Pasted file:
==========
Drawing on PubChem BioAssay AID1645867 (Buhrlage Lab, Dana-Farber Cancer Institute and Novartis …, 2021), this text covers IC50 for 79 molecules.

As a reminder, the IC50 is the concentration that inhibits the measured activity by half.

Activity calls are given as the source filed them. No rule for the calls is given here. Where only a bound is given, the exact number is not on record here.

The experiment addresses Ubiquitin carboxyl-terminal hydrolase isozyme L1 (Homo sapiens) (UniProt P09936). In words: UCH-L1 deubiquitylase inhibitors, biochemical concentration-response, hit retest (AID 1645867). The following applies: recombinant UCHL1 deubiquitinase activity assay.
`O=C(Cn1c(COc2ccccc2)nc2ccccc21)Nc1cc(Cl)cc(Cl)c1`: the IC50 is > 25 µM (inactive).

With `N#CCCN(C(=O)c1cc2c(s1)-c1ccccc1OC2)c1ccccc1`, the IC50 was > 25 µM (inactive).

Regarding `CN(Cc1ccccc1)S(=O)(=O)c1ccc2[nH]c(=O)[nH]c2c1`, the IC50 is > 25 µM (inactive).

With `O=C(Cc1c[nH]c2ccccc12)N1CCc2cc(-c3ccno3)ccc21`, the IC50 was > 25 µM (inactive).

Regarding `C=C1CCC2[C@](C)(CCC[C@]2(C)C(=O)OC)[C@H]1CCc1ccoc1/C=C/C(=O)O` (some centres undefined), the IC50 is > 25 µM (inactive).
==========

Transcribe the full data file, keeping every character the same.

Drawing on PubChem BioAssay AID1645867 (Buhrlage Lab, Dana-Farber Cancer Institute and Novartis …, 2021), this text covers IC50 for 79 molecules.

As a reminder, the IC50 is the concentration that inhibits the measured activity by half.

Activity calls are given as the source filed them. No rule for the calls is given here. Where only a bound is given, the exact number is not on record here.

The experiment addresses Ubiquitin carboxyl-terminal hydrolase isozyme L1 (Homo sapiens) (UniProt P09936). In words: UCH-L1 deubiquitylase inhibitors, biochemical concentration-response, hit retest (AID 1645867). The following applies: recombinant UCHL1 deubiquitinase activity assay.
`O=C(Cn1c(COc2ccccc2)nc2ccccc21)Nc1cc(Cl)cc(Cl)c1`: the IC50 is > 25 µM (inactive).

With `N#CCCN(C(=O)c1cc2c(s1)-c1ccccc1OC2)c1ccccc1`, the IC50 was > 25 µM (inactive).

Regarding `CN(Cc1ccccc1)S(=O)(=O)c1ccc2[nH]c(=O)[nH]c2c1`, the IC50 is > 25 µM (inactive).

With `O=C(Cc1c[nH]c2ccccc12)N1CCc2cc(-c3ccno3)ccc21`, the IC50 was > 25 µM (inactive).

Regarding `C=C1CCC2[C@](C)(CCC[C@]2(C)C(=O)OC)[C@H]1CCc1ccoc1/C=C/C(=O)O` (some centres undefined), the IC50 is > 25 µM (inactive).